By: Dr. Tanisha Hoover
Astronauts Scott Kelly & Mikhail Kolnienko completed a one year mission in a space station. They were a part of a research study that investigated the long-term effects of time spent in space and how it affects the human mind and body. Surprisingly, the outcome on the body was not pleasant! Below is a brief list of the major effects on the body during their experience:
- Difficulty Breathing: After a year of weightlessness, their lungs and chest muscles were weak from lack of use.
- Difficulty Walking: This was due to weakened muscles due to the lack of gravity (they had to be carried from the capsule to the building once they arrived back to earth).
- Puffy Faces: Due to edema (retention of fluid) and lack of gravity that helps usher fluids down and through the body.
- Bone Loss & Prone to Fracture: There is a loss of 1% bone mass per month. This leads to excess calcium in the urine, which can cause kidney/bladder stones. The result is low calcium in the blood. (They carried the astronauts from the capsule for fear of breaking their bones!)
- Serious Vision Impairment: Fluid collected in the astronauts’ brains putting pressure on their eyeballs, causing severe blurry vision.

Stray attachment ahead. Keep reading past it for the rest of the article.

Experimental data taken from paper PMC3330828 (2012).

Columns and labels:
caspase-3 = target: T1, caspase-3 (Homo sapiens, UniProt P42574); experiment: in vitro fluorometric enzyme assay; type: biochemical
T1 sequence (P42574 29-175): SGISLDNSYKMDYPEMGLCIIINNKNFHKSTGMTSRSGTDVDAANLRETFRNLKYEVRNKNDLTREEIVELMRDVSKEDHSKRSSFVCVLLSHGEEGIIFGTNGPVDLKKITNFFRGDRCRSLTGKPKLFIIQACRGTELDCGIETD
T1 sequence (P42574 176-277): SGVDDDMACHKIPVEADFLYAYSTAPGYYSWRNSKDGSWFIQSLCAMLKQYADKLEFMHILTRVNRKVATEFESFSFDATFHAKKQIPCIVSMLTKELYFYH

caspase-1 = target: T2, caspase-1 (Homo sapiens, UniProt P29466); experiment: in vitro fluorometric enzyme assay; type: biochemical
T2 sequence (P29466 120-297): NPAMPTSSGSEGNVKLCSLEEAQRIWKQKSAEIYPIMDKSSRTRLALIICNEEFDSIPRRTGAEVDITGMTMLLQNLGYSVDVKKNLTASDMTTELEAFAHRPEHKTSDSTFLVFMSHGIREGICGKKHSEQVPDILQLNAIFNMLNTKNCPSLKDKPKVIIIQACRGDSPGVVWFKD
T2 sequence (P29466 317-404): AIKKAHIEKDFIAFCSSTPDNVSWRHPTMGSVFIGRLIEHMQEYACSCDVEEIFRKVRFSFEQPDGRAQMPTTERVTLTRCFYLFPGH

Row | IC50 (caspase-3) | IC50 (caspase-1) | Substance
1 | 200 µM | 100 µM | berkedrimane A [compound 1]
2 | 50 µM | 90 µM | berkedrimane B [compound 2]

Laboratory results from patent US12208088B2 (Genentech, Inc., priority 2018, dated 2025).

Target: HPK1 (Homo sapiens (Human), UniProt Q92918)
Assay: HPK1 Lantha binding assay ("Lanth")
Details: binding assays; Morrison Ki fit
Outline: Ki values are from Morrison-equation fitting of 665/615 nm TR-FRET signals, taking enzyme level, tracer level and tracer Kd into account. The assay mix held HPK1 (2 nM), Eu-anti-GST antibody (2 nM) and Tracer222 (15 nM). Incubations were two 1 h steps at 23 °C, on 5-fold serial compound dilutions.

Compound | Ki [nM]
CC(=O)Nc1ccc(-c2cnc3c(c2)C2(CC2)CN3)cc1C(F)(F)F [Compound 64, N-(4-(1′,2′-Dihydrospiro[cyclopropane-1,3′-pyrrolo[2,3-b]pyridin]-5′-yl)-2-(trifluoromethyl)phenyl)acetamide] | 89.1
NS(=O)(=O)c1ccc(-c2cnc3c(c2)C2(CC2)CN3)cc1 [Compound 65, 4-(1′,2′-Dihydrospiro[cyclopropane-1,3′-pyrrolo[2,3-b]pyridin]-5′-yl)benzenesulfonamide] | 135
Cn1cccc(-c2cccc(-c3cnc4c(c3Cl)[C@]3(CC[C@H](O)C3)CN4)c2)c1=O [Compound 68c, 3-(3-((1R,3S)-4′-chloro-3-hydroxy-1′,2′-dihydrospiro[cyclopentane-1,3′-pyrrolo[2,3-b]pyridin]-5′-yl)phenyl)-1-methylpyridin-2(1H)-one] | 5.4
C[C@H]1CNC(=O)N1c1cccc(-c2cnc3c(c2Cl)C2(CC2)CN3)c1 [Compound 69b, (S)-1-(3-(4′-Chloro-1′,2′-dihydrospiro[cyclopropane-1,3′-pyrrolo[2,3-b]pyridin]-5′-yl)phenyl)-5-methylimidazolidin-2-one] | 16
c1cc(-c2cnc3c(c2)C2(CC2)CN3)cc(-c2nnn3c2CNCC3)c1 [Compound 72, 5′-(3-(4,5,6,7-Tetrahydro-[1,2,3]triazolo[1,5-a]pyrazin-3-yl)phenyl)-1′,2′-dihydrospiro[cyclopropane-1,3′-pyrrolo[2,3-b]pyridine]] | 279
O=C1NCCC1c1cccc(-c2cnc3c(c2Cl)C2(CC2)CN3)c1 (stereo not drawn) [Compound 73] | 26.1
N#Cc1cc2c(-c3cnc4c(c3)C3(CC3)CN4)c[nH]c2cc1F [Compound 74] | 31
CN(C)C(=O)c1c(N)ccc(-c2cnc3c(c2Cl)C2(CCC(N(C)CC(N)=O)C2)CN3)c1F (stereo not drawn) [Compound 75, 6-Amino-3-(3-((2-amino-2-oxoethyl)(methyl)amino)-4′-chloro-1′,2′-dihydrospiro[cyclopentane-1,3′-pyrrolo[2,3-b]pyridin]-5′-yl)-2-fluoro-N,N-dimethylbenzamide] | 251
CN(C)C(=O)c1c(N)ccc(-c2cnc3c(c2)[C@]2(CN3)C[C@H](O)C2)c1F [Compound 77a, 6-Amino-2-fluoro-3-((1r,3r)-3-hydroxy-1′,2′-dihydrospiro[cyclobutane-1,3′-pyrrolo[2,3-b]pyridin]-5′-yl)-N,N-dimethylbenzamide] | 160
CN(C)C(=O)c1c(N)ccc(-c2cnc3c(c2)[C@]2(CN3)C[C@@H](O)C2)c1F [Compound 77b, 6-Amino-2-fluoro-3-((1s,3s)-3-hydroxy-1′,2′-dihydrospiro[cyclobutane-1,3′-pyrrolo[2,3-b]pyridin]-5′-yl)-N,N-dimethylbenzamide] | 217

- Damage to DNA & Brain Cells: This resulted from exposure to radiation from solar flares and cosmic rays.
- Emotional Turmoil: Not only did the astronauts miss their families and homes, but eventually they started to miss earth. They stated it was an emotion that words could not explain.
- Lack of fresh water supply*: Pure, fresh drinking water allows the body to run more efficiently revitalizing organs and assisting in its metabolic processes. Without water, the body endures a whole host of problems.
*Some of the water on the space station comes from filtering and recycling urine & sweat.
There is still a lot of work to be done to prepare the human race for long-term space travel. NASA is working diligently to make this a possibility. To keep it in perspective, a round trip to Mars will cost a minimum of $500,000 and will take 3 years. This will soon be a reality but not just yet!
National Geographic. November 2016 pg. 40’s
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